I thought this was kind of a strange book. I can’t say I didn’t like it, but nor can I say I liked it. It was just one of those reads where I thought about it for a moment, and was then ready to move on to the next book.
While just a young boy, Antonio’s family takes in Ultima, a respected healer in the community who also helped deliver Antonio. She knows he’s special, but his parents have differing plans for him. His mother would like him to be a priest, and his father wants him to roam with him. Antonio isn’t sure what he wants, he knows he admires Ultima and he has a deep belief in God, but there are just so many questions that he would like to have answers to. And there are so many bad things happening in his community that the questions just keep coming.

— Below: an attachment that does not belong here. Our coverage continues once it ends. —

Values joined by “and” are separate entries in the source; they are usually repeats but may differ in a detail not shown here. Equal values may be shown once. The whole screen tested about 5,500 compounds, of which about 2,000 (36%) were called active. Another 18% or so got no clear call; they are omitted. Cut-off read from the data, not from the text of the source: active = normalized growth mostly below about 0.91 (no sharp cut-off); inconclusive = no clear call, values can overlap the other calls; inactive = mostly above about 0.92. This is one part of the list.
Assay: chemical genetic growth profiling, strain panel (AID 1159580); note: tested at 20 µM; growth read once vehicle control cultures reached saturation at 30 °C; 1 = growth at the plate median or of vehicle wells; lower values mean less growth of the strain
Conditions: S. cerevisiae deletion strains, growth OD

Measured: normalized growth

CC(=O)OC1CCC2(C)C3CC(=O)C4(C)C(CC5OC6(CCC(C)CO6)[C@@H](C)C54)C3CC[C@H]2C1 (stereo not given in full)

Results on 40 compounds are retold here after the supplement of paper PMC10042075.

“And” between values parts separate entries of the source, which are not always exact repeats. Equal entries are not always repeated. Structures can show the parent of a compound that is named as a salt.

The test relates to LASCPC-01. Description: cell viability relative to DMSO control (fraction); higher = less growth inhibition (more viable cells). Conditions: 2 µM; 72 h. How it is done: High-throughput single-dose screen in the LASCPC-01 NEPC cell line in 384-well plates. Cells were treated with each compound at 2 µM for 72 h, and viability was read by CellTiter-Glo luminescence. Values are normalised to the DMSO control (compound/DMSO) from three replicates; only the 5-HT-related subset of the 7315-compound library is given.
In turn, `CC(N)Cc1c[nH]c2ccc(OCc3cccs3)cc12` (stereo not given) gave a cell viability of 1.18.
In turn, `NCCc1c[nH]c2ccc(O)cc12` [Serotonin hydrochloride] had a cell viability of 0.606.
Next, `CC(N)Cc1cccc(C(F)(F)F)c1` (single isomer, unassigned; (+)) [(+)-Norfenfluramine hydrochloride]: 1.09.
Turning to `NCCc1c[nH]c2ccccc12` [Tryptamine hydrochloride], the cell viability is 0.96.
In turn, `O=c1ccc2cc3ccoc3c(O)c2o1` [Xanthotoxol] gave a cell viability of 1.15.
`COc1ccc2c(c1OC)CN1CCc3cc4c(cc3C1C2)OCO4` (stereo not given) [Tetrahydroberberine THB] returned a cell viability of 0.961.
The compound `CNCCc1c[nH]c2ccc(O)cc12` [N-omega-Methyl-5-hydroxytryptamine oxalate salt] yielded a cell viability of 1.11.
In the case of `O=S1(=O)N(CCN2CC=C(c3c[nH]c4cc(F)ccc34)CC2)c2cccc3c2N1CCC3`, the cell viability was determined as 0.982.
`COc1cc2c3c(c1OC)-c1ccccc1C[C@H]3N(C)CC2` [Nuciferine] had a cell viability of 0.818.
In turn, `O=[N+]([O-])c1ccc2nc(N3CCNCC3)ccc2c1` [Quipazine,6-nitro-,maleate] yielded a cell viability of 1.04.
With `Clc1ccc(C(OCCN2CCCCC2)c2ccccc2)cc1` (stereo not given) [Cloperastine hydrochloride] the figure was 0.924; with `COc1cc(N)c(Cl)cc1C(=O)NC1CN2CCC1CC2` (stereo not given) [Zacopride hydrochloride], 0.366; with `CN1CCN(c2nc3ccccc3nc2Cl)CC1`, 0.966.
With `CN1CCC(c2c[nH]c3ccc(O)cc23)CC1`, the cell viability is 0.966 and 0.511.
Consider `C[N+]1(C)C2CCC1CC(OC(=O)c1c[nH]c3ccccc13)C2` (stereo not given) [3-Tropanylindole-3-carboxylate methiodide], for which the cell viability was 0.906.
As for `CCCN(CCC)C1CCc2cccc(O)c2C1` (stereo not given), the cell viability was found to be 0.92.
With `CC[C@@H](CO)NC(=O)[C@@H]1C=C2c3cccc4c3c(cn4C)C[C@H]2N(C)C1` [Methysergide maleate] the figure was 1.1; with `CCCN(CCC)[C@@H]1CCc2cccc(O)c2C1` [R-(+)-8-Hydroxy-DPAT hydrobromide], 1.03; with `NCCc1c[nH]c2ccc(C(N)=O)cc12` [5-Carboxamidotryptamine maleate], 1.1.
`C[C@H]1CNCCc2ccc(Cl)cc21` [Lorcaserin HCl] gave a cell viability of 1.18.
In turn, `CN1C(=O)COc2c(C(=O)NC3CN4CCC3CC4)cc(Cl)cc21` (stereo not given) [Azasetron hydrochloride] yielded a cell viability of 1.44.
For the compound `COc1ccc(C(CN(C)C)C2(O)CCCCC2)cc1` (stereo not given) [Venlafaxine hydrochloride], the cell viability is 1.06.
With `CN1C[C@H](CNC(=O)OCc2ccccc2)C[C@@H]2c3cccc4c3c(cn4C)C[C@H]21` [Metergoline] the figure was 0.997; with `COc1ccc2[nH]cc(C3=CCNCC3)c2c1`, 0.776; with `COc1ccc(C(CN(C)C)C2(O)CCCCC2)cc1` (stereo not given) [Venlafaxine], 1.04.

These people just didn’t seem like regular people to me. Maybe it was just a difference in culture, but somehow I don’t think so. The little boys were just heathens and acted like wild animals. Now I know little kids have lots of energy but it was extreme. And the main character, Antonio, I just didn’t feel a connection with at all, he was a little strange. I think about the only character I did end up liking was Ultima and that’s just because she was a strong woman character.
The plot was a little out there for me with everyone accusing people of different things and taking on some vigilante justice. Since they had cars and highways I figured it wasn’t too far back in the past so it just didn’t seem like things that could actually happen. And the plot just kind of meandered around without a set purpose. It just followed Antonio while he asked questions. There was some violence and death in the book but there wasn’t anything that could be considered directly offensive. And it was a quick read if nothing else. Oh, I should make note that it helps to know spanish for this book, there’s a lot in here that isn’t translated.
Just not to my taste at all and maybe there was something I missed. I just couldn’t get into this book.
Bless Me, Ultima
Review by M. Reynard 2011